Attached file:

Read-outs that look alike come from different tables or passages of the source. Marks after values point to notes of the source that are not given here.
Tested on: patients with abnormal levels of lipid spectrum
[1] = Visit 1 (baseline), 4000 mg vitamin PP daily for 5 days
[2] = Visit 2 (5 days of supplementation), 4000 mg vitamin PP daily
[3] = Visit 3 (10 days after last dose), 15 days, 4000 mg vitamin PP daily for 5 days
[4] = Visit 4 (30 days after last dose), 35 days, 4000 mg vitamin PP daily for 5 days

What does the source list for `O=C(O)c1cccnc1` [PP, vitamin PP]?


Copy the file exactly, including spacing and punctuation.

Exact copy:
Read-outs that look alike come from different tables or passages of the source. Marks after values point to notes of the source that are not given here.
Tested on: patients with abnormal levels of lipid spectrum
[1] = Visit 1 (baseline), 4000 mg vitamin PP daily for 5 days
[2] = Visit 2 (5 days of supplementation), 4000 mg vitamin PP daily
[3] = Visit 3 (10 days after last dose), 15 days, 4000 mg vitamin PP daily for 5 days
[4] = Visit 4 (30 days after last dose), 35 days, 4000 mg vitamin PP daily for 5 days

What does the source list for `O=C(O)c1cccnc1` [PP, vitamin PP]?